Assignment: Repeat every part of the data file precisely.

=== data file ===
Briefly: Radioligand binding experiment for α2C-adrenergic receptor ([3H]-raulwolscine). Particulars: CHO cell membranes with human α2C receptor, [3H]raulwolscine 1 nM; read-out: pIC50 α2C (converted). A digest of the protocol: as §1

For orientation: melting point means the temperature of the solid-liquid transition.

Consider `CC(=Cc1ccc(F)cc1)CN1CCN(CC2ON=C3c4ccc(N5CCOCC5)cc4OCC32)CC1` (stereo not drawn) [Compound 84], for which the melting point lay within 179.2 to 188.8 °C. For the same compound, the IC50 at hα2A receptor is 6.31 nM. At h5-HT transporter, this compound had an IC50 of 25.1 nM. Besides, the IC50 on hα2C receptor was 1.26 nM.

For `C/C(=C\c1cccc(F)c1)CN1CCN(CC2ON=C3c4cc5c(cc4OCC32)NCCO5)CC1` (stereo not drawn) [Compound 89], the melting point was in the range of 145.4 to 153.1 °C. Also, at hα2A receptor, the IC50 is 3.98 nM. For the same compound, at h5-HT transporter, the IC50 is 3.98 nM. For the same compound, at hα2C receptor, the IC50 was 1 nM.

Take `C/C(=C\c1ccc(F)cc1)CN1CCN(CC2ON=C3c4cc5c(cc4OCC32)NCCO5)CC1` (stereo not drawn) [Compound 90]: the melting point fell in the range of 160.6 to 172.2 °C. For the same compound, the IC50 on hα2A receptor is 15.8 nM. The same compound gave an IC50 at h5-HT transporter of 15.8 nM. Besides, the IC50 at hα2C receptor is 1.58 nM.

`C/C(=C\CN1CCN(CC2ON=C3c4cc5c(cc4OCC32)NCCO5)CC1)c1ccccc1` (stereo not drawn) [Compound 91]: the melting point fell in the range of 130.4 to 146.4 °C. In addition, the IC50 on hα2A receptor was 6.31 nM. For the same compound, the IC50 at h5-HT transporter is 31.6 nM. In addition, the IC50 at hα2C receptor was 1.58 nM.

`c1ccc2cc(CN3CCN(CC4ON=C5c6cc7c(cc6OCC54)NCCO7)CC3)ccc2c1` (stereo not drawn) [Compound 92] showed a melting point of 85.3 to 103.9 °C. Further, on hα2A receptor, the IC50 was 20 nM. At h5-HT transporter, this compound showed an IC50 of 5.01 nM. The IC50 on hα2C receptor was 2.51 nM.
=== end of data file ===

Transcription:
Briefly: Radioligand binding experiment for α2C-adrenergic receptor ([3H]-raulwolscine). Particulars: CHO cell membranes with human α2C receptor, [3H]raulwolscine 1 nM; read-out: pIC50 α2C (converted). A digest of the protocol: as §1

For orientation: melting point means the temperature of the solid-liquid transition.

Consider `CC(=Cc1ccc(F)cc1)CN1CCN(CC2ON=C3c4ccc(N5CCOCC5)cc4OCC32)CC1` (stereo not drawn) [Compound 84], for which the melting point lay within 179.2 to 188.8 °C. For the same compound, the IC50 at hα2A receptor is 6.31 nM. At h5-HT transporter, this compound had an IC50 of 25.1 nM. Besides, the IC50 on hα2C receptor was 1.26 nM.

For `C/C(=C\c1cccc(F)c1)CN1CCN(CC2ON=C3c4cc5c(cc4OCC32)NCCO5)CC1` (stereo not drawn) [Compound 89], the melting point was in the range of 145.4 to 153.1 °C. Also, at hα2A receptor, the IC50 is 3.98 nM. For the same compound, at h5-HT transporter, the IC50 is 3.98 nM. For the same compound, at hα2C receptor, the IC50 was 1 nM.

Take `C/C(=C\c1ccc(F)cc1)CN1CCN(CC2ON=C3c4cc5c(cc4OCC32)NCCO5)CC1` (stereo not drawn) [Compound 90]: the melting point fell in the range of 160.6 to 172.2 °C. For the same compound, the IC50 on hα2A receptor is 15.8 nM. The same compound gave an IC50 at h5-HT transporter of 15.8 nM. Besides, the IC50 at hα2C receptor is 1.58 nM.

`C/C(=C\CN1CCN(CC2ON=C3c4cc5c(cc4OCC32)NCCO5)CC1)c1ccccc1` (stereo not drawn) [Compound 91]: the melting point fell in the range of 130.4 to 146.4 °C. In addition, the IC50 on hα2A receptor was 6.31 nM. For the same compound, the IC50 at h5-HT transporter is 31.6 nM. In addition, the IC50 at hα2C receptor was 1.58 nM.

`c1ccc2cc(CN3CCN(CC4ON=C5c6cc7c(cc6OCC54)NCCO7)CC3)ccc2c1` (stereo not drawn) [Compound 92] showed a melting point of 85.3 to 103.9 °C. Further, on hα2A receptor, the IC50 was 20 nM. At h5-HT transporter, this compound showed an IC50 of 5.01 nM. The IC50 on hα2C receptor was 2.51 nM.